ST. PETERSBURG -- The way Jake Odorizzi's 100th-career start began in Sunday's matinee against the Blue Jays, it looked as if the Rays' right-hander might finish hurting in more ways than one.Odorizzi labored through a 25-pitch first inning, allowing a solo shot to Toronto slugger Josh Donaldson -- his eighth
ST. PETERSBURG -- The way Jake Odorizzi's 100th-career start began in Sunday's matinee against the Blue Jays, it looked as if the Rays' right-hander might finish hurting in more ways than one.
Odorizzi labored through a 25-pitch first inning, allowing a solo shot to Toronto slugger Josh Donaldson -- his eighth consecutive outing with a homer dating to 2016 -- and another run on a groundout from Troy Tulowitzki. He was then struck on the back of his left hamstring with a sharp line drive from Jose Bautista in the third that "hurt pretty good," and nearly forced him out of the game, then had to dodge a helicoptering bat that slipped out of Donaldson's hands three frames later.
What was far from painful, however, was the rest of Odorizzi's day in Tampa Bay's 7-2 victory at Tropicana Field. In fact, it was superb.
Following a 5-0 loss to the Yankees in his season debut on Tuesday, Odorizzi bounced back with a solid performance against Toronto. He battled through six innings, yielding just two hits and striking out four with one walk on 101 pitches.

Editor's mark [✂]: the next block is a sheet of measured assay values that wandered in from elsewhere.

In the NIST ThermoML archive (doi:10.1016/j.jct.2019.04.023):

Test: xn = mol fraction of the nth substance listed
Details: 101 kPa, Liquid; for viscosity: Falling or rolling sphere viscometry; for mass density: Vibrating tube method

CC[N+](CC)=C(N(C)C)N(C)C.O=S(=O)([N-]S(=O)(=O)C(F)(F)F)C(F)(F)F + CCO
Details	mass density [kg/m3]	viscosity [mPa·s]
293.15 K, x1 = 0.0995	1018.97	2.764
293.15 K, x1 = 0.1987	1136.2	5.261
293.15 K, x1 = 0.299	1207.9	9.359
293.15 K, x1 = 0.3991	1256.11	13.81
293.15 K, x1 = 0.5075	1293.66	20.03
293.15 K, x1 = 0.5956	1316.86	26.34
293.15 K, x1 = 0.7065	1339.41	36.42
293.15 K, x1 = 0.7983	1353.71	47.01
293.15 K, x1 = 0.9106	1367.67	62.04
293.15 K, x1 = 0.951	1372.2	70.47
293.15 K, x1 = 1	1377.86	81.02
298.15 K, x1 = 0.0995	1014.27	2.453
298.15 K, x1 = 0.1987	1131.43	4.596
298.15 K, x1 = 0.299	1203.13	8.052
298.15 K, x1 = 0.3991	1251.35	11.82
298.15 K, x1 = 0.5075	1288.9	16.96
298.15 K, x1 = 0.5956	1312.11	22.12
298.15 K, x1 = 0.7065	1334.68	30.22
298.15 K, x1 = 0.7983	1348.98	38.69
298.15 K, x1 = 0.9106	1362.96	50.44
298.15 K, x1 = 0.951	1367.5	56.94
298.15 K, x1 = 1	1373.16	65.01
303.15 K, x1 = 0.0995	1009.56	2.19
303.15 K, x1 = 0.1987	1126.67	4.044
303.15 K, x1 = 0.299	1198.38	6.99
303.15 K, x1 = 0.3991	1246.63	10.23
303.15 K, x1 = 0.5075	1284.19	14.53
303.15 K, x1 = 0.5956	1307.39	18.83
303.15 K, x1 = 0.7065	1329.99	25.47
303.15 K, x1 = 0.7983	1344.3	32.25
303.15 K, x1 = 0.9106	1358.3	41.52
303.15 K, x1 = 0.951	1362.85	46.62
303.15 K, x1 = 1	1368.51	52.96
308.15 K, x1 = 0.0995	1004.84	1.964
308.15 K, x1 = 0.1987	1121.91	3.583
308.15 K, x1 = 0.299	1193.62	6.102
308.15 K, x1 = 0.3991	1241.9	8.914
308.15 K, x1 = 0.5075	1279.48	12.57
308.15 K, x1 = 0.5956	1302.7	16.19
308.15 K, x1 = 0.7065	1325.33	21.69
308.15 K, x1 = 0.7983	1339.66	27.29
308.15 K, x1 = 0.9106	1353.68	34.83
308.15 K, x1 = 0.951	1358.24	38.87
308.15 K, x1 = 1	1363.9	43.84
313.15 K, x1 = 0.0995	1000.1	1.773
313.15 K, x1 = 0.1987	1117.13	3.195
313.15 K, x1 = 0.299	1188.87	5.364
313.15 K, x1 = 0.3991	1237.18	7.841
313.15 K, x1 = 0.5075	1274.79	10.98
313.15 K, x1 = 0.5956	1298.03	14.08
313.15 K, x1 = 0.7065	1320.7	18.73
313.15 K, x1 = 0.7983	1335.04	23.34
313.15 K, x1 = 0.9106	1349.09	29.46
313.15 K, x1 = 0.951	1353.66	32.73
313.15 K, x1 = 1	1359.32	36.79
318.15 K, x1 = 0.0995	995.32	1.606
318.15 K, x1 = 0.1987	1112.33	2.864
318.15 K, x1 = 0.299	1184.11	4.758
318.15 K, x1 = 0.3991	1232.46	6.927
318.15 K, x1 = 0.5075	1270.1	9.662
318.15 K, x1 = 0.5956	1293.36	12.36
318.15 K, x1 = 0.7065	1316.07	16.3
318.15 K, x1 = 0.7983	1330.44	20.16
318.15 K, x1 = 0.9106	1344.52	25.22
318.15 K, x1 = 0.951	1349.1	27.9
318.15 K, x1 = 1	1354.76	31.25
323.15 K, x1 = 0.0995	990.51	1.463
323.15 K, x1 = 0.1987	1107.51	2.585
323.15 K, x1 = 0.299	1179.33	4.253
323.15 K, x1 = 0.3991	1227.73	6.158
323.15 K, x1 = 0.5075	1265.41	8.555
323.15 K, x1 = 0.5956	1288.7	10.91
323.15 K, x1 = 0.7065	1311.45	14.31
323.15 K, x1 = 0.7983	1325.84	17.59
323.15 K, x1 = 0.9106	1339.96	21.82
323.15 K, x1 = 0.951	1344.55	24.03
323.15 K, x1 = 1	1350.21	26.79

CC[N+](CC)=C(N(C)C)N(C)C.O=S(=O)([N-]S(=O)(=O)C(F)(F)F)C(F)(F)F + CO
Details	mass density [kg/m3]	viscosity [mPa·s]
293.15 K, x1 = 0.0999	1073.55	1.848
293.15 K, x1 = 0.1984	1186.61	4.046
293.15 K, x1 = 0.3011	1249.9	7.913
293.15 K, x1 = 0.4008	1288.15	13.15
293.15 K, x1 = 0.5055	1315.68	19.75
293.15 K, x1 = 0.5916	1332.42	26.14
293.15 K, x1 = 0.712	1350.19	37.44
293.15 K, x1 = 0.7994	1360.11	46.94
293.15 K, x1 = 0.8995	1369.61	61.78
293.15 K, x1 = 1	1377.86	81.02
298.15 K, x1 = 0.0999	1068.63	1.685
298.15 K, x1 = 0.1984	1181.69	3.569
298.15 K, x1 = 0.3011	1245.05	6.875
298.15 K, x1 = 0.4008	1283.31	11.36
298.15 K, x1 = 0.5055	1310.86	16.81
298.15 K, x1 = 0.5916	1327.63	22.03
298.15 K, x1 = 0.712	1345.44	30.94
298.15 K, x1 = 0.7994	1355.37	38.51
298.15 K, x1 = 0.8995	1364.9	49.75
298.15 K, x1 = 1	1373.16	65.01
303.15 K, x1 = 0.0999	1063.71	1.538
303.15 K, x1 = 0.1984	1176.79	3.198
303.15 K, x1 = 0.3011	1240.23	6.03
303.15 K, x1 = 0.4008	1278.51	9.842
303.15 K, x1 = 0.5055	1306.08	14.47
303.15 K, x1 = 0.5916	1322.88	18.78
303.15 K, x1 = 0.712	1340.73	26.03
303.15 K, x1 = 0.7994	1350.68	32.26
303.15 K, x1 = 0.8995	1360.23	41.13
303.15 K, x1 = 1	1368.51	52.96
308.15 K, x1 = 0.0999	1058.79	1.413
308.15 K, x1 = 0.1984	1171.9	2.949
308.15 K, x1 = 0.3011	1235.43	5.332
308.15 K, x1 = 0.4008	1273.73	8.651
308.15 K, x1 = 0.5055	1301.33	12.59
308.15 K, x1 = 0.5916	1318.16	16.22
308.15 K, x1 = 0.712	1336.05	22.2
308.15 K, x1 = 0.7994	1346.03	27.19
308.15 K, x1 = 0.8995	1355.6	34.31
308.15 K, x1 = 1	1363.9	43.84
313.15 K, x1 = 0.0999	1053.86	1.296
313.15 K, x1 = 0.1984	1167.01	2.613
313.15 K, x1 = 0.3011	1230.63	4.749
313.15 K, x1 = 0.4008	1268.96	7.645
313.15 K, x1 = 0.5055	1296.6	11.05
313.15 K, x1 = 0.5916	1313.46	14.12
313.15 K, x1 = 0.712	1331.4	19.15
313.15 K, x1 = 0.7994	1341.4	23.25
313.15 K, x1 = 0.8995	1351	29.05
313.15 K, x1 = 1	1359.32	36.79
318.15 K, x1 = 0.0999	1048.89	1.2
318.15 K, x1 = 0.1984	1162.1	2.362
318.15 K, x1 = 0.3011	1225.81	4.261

Odorizzi sat down the last eight batters he faced and 16 of 17 to finish the day -- allowing only Kendrys Morales to reach in the fourth on a hit-by-pitch -- after trailing by two runs just five batters in.
"I just kind of found the groove, and that was about it," said Odorizzi, who improved to 1-1 with a 4.50 ERA and became the sixth pitcher to reach the 100 career starts in a Rays uniform.
"I was a lot more erratic this start than my one before, and I had better results. It was just one of those days where I was kind of fighting myself, but I was able to get through it."
Manager Kevin Cash said he was most impressed with how the 27-year-old managed to not only get through being "smoked" by Bautista, but settle in and find his efficiency afterward.
"That hurts, and it really affects a pitcher with their stride and everything," Cash said. "Baseball is a funny game. I bet you Jake would probably tell you that he felt better during his first start. He had better command and better overall stuff, but he battled today and kept a strong lineup very quiet."
A little bit of pain with a lot of early confidence gained as the Rays are off to their best start in franchise history at 5-2. Odorizzi, for one, will take it.
"I think we're off to a really nice start," he said. "I said in Spring Training, we need to get off to a good start to compete. It's hard to dig [out of] a hole."
Jeff Odom is a contributor to MLB.com based in St. Petersburg.